Vetcommunique Volume 8 Issue 2

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Animal Health Committee (AHC), March 2008




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​Vetcommunique Vol 8. No 2. March 2008

Animal Health Committee Meeting 12, February 2008

Welcome to the Animal Health Committee (AHC) newsletter for animal industry bodies. The aim of Vetcommuniqué is to provide a communication link between AHC and client industry bodies.

AHC met on 13 February 2008 at the Department of Agriculture, Fisheries and Forestry in Canberra.

AHC membership comprises the Chief Veterinary Officers (CVOs) of the Commonwealth, States, Territories and New Zealand, and representatives from Biosecurity Australia and CSIRO. Australian Quarantine and Inspection Service (AQIS) and Animal Health Australia (AHA) attend AHC as observers. AHC also meets with industry representatives on specific items from time to time.

Dr Andy Carroll is the Australian Chief Veterinary Officer and AHC Chair for 2008

Key Outcomes from AHC12

Equine Influenza (EI)

Preliminary investigations indicate EI infection was present in Australia since 18 August 2007. EI was contained to
parts of NSW and Qld. The epidemic has been halted with no new infections detected since 25 December 2007.

The proof of freedom surveillance phase has been completed by NSW and Qld. The 12 month interval since the last detected case required for the declaration of country freedom by the World Animal Health Organization (OIE) means Australia can be declared free as of 25 December 2008 if no more cases are seen. Whilst most of the policy work done on the EI has been done through the AHC’s emergency mode the Consultative Committee on Emergency Animal Diseases, the AHC has agreed to form an Emergency Animal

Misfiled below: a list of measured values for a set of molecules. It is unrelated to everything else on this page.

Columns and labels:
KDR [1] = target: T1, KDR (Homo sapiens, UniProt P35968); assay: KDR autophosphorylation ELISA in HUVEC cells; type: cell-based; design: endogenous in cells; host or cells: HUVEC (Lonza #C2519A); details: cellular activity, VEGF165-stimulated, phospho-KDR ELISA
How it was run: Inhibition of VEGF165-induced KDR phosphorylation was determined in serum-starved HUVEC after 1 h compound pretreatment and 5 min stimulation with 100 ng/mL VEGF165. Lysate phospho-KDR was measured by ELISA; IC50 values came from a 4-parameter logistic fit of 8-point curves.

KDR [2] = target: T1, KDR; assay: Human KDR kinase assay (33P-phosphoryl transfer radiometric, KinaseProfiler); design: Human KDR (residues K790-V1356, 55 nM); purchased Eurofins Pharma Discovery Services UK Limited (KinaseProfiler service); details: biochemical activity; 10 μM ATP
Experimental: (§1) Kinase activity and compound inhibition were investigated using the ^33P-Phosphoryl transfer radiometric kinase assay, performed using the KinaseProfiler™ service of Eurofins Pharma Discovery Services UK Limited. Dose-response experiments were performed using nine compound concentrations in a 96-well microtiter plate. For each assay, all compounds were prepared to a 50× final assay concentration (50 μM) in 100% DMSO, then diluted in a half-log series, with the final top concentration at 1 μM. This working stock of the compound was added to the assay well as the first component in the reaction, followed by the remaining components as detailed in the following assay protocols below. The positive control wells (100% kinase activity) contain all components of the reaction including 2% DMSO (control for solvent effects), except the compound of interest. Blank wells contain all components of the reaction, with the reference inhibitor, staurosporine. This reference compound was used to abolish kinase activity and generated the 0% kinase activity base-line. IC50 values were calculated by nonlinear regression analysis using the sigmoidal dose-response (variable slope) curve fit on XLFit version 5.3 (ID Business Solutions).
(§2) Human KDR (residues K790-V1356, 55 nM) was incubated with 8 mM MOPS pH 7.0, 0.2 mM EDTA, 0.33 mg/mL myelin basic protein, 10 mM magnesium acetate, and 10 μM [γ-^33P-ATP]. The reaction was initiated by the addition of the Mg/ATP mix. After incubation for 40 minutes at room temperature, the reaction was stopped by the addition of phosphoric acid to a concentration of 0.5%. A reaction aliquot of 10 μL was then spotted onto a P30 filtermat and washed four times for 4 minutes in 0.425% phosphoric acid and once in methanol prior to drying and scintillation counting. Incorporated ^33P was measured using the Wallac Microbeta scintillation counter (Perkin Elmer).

Disease (EAD) Preparedness Training Working Group to look at developing national EAD recognition nd response training. The AHC has also been investigating options available for the use of EI vaccine where EI is no longer present in the Australia. Current policy is not to provide approval of exotic disease vaccine for use in nonemergency situations. Some horse industry sectors have stated they intend to continue vaccination against EI post outbreak.

Eradication of Enzootic Bovine Leukosis (EBL) from Australian Dairy Herds

A discussion paper “Eradicating Enzootic Bovine Leukosis from the Australian Dairy Herd” was presented to AHC. It discussed options including doing nothing, a holding approach and a proposal for eradication. Current surveillance arrangements have no obvious end point and it is recognized that a decision needs to be made on the future approach to EBL in Australia. Eradication is seen to be feasible if it has complete relevant industry and government support. AHC have agreed for the discussion paper being provided to Dairy Australia as part of initial industry consultation.

For the Australian dairy herd to be considered officially free of EBL by the World Animal Health Organization (OIE), the concept of compartmentalization is used where the Australian dairy herd is considered a sub-population of the national cattle population with a distinct EBL status. There are currently 43 EBL infected herds out of a total of 7706 herds nationally.

Arguments for eradication include that Australia is close to achieving eradication, it provides an end point to current surveillance and there are potential trade benefits. Arguments against eradication include the current lack of strong market drivers for eradication and the marginally increased cost to industry.

New memberships